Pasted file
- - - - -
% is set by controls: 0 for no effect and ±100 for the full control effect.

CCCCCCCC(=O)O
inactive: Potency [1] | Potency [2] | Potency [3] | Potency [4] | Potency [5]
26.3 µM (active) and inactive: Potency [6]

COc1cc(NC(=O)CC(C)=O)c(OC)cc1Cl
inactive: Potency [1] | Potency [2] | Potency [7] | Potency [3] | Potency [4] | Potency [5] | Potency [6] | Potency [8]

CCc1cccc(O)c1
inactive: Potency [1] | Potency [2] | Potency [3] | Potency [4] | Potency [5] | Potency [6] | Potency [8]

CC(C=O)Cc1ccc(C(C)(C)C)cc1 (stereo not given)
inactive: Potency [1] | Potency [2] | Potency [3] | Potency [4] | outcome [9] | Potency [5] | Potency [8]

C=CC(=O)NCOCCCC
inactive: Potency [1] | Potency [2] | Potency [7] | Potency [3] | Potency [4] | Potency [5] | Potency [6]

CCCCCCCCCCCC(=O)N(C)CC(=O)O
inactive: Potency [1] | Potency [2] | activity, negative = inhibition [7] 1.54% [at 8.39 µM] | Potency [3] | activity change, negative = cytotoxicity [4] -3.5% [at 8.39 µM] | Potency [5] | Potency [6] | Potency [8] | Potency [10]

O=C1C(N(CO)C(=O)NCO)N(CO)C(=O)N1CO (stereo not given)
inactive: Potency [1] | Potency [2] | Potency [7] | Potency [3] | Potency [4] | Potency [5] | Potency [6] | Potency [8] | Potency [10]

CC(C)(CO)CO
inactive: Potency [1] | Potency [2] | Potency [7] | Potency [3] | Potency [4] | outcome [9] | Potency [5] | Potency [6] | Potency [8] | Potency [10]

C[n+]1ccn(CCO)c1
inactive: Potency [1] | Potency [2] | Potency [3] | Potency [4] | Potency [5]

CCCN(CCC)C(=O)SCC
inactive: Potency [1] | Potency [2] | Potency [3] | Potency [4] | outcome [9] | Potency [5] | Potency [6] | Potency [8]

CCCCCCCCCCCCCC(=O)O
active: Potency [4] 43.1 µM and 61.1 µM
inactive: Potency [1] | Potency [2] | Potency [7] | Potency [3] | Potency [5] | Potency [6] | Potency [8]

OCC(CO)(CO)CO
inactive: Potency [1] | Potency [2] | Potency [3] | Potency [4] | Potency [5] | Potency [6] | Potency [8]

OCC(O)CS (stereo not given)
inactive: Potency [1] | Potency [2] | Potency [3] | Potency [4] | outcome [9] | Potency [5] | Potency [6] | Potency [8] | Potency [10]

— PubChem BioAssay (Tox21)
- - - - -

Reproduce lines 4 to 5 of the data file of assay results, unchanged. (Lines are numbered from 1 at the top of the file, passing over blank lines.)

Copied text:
26.3 µM (active) and inactive: Potency [6]

COc1cc(NC(=O)CC(C)=O)c(OC)cc1Cl